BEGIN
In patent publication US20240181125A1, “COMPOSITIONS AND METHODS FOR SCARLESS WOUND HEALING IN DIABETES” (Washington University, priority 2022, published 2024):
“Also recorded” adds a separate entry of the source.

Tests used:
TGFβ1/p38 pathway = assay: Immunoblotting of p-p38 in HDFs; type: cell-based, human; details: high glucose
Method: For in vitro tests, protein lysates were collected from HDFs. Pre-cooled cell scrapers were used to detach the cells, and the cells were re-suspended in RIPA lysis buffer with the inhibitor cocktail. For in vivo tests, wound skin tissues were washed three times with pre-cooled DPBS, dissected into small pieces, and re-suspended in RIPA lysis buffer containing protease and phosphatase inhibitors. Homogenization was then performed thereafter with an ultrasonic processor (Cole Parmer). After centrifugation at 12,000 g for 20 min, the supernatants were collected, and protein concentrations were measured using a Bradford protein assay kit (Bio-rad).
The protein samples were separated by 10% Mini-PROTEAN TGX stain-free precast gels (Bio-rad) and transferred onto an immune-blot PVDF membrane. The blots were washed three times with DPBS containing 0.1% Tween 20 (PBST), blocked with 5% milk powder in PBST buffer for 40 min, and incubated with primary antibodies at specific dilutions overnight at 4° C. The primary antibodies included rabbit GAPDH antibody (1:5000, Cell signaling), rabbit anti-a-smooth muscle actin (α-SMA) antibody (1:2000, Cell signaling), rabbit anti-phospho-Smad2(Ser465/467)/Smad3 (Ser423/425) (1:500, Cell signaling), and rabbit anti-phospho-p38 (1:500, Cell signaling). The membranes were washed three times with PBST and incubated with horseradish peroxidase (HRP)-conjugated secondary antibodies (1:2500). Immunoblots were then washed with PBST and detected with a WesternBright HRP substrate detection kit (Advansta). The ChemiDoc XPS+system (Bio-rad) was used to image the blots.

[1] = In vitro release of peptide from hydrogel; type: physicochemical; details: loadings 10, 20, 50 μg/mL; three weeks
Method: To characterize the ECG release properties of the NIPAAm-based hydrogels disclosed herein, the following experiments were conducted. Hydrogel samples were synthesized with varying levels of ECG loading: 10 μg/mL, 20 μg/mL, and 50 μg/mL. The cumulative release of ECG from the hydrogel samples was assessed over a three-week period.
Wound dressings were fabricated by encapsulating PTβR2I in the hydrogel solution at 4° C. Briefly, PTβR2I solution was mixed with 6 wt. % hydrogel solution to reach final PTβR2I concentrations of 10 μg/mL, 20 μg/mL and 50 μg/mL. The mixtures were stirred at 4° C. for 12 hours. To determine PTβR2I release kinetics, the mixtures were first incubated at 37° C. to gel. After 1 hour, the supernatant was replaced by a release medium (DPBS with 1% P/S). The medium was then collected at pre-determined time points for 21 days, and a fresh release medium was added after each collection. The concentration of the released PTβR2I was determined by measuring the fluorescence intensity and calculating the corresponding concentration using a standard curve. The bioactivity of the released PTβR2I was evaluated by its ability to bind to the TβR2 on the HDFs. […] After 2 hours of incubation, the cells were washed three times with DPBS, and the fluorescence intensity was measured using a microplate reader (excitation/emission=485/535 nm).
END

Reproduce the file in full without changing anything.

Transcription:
In patent publication US20240181125A1, “COMPOSITIONS AND METHODS FOR SCARLESS WOUND HEALING IN DIABETES” (Washington University, priority 2022, published 2024):
“Also recorded” adds a separate entry of the source.

Tests used:
TGFβ1/p38 pathway = assay: Immunoblotting of p-p38 in HDFs; type: cell-based, human; details: high glucose
Method: For in vitro tests, protein lysates were collected from HDFs. Pre-cooled cell scrapers were used to detach the cells, and the cells were re-suspended in RIPA lysis buffer with the inhibitor cocktail. For in vivo tests, wound skin tissues were washed three times with pre-cooled DPBS, dissected into small pieces, and re-suspended in RIPA lysis buffer containing protease and phosphatase inhibitors. Homogenization was then performed thereafter with an ultrasonic processor (Cole Parmer). After centrifugation at 12,000 g for 20 min, the supernatants were collected, and protein concentrations were measured using a Bradford protein assay kit (Bio-rad).
The protein samples were separated by 10% Mini-PROTEAN TGX stain-free precast gels (Bio-rad) and transferred onto an immune-blot PVDF membrane. The blots were washed three times with DPBS containing 0.1% Tween 20 (PBST), blocked with 5% milk powder in PBST buffer for 40 min, and incubated with primary antibodies at specific dilutions overnight at 4° C. The primary antibodies included rabbit GAPDH antibody (1:5000, Cell signaling), rabbit anti-a-smooth muscle actin (α-SMA) antibody (1:2000, Cell signaling), rabbit anti-phospho-Smad2(Ser465/467)/Smad3 (Ser423/425) (1:500, Cell signaling), and rabbit anti-phospho-p38 (1:500, Cell signaling). The membranes were washed three times with PBST and incubated with horseradish peroxidase (HRP)-conjugated secondary antibodies (1:2500). Immunoblots were then washed with PBST and detected with a WesternBright HRP substrate detection kit (Advansta). The ChemiDoc XPS+system (Bio-rad) was used to image the blots.

[1] = In vitro release of peptide from hydrogel; type: physicochemical; details: loadings 10, 20, 50 μg/mL; three weeks
Method: To characterize the ECG release properties of the NIPAAm-based hydrogels disclosed herein, the following experiments were conducted. Hydrogel samples were synthesized with varying levels of ECG loading: 10 μg/mL, 20 μg/mL, and 50 μg/mL. The cumulative release of ECG from the hydrogel samples was assessed over a three-week period.
Wound dressings were fabricated by encapsulating PTβR2I in the hydrogel solution at 4° C. Briefly, PTβR2I solution was mixed with 6 wt. % hydrogel solution to reach final PTβR2I concentrations of 10 μg/mL, 20 μg/mL and 50 μg/mL. The mixtures were stirred at 4° C. for 12 hours. To determine PTβR2I release kinetics, the mixtures were first incubated at 37° C. to gel. After 1 hour, the supernatant was replaced by a release medium (DPBS with 1% P/S). The medium was then collected at pre-determined time points for 21 days, and a fresh release medium was added after each collection. The concentration of the released PTβR2I was determined by measuring the fluorescence intensity and calculating the corresponding concentration using a standard curve. The bioactivity of the released PTβR2I was evaluated by its ability to bind to the TβR2 on the HDFs. […] After 2 hours of incubation, the cells were washed three times with DPBS, and the fluorescence intensity was measured using a microplate reader (excitation/emission=485/535 nm).